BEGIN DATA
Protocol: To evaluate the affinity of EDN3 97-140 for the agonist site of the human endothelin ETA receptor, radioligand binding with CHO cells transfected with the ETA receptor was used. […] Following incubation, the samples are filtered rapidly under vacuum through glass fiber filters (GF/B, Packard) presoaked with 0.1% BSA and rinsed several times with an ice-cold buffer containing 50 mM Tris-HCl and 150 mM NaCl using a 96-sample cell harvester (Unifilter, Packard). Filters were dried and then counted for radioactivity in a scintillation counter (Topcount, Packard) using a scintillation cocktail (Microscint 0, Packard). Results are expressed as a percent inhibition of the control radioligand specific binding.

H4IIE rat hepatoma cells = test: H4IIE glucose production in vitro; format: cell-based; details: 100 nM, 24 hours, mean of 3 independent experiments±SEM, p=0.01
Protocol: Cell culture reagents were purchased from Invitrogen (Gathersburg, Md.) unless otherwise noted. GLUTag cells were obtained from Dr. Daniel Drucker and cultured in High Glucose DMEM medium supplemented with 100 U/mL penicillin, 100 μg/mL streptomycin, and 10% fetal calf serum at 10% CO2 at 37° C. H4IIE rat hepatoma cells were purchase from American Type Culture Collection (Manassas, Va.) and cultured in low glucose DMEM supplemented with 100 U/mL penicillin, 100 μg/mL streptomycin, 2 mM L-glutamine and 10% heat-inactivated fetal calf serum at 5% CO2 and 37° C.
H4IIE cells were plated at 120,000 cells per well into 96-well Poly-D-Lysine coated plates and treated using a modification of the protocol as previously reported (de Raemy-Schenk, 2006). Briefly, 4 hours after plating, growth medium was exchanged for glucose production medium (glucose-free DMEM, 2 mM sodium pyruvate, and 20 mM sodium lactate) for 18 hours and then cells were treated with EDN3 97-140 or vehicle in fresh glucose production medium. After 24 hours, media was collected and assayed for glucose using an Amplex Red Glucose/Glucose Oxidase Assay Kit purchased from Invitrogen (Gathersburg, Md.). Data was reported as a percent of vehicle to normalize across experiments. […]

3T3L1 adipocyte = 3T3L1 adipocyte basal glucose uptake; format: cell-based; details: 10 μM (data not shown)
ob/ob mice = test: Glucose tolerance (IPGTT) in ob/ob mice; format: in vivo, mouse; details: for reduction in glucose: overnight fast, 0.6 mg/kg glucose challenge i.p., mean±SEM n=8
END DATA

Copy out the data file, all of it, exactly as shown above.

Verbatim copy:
Protocol: To evaluate the affinity of EDN3 97-140 for the agonist site of the human endothelin ETA receptor, radioligand binding with CHO cells transfected with the ETA receptor was used. […] Following incubation, the samples are filtered rapidly under vacuum through glass fiber filters (GF/B, Packard) presoaked with 0.1% BSA and rinsed several times with an ice-cold buffer containing 50 mM Tris-HCl and 150 mM NaCl using a 96-sample cell harvester (Unifilter, Packard). Filters were dried and then counted for radioactivity in a scintillation counter (Topcount, Packard) using a scintillation cocktail (Microscint 0, Packard). Results are expressed as a percent inhibition of the control radioligand specific binding.

H4IIE rat hepatoma cells = test: H4IIE glucose production in vitro; format: cell-based; details: 100 nM, 24 hours, mean of 3 independent experiments±SEM, p=0.01
Protocol: Cell culture reagents were purchased from Invitrogen (Gathersburg, Md.) unless otherwise noted. GLUTag cells were obtained from Dr. Daniel Drucker and cultured in High Glucose DMEM medium supplemented with 100 U/mL penicillin, 100 μg/mL streptomycin, and 10% fetal calf serum at 10% CO2 at 37° C. H4IIE rat hepatoma cells were purchase from American Type Culture Collection (Manassas, Va.) and cultured in low glucose DMEM supplemented with 100 U/mL penicillin, 100 μg/mL streptomycin, 2 mM L-glutamine and 10% heat-inactivated fetal calf serum at 5% CO2 and 37° C.
H4IIE cells were plated at 120,000 cells per well into 96-well Poly-D-Lysine coated plates and treated using a modification of the protocol as previously reported (de Raemy-Schenk, 2006). Briefly, 4 hours after plating, growth medium was exchanged for glucose production medium (glucose-free DMEM, 2 mM sodium pyruvate, and 20 mM sodium lactate) for 18 hours and then cells were treated with EDN3 97-140 or vehicle in fresh glucose production medium. After 24 hours, media was collected and assayed for glucose using an Amplex Red Glucose/Glucose Oxidase Assay Kit purchased from Invitrogen (Gathersburg, Md.). Data was reported as a percent of vehicle to normalize across experiments. […]

3T3L1 adipocyte = 3T3L1 adipocyte basal glucose uptake; format: cell-based; details: 10 μM (data not shown)
ob/ob mice = test: Glucose tolerance (IPGTT) in ob/ob mice; format: in vivo, mouse; details: for reduction in glucose: overnight fast, 0.6 mg/kg glucose challenge i.p., mean±SEM n=8